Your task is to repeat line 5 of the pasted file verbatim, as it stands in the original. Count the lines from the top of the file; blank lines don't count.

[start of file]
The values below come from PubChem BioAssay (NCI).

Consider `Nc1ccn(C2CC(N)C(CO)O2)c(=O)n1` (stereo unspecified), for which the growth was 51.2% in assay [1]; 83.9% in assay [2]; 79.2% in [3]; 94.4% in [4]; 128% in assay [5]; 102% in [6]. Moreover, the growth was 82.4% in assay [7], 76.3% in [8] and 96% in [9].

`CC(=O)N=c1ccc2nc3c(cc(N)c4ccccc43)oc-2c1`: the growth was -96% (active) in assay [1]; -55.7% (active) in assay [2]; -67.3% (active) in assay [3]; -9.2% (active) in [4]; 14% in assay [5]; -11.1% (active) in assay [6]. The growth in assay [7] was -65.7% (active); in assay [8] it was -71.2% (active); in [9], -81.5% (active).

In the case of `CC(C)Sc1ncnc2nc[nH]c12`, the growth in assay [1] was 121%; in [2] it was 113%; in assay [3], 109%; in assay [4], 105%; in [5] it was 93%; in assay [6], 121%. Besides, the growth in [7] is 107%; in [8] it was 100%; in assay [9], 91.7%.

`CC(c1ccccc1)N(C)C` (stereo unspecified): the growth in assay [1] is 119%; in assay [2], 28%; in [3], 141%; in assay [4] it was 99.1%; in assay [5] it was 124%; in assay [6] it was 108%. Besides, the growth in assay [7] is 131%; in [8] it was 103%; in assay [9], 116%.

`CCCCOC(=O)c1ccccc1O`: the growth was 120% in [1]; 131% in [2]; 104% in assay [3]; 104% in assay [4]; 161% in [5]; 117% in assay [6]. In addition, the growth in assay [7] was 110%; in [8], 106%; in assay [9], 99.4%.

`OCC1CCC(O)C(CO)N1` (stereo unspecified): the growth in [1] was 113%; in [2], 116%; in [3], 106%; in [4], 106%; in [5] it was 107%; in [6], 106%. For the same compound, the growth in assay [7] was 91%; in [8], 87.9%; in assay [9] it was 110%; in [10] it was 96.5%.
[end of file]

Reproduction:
`CC(c1ccccc1)N(C)C` (stereo unspecified): the growth in assay [1] is 119%; in assay [2], 28%; in [3], 141%; in assay [4] it was 99.1%; in assay [5] it was 124%; in assay [6] it was 108%. Besides, the growth in assay [7] is 131%; in [8] it was 103%; in assay [9], 116%.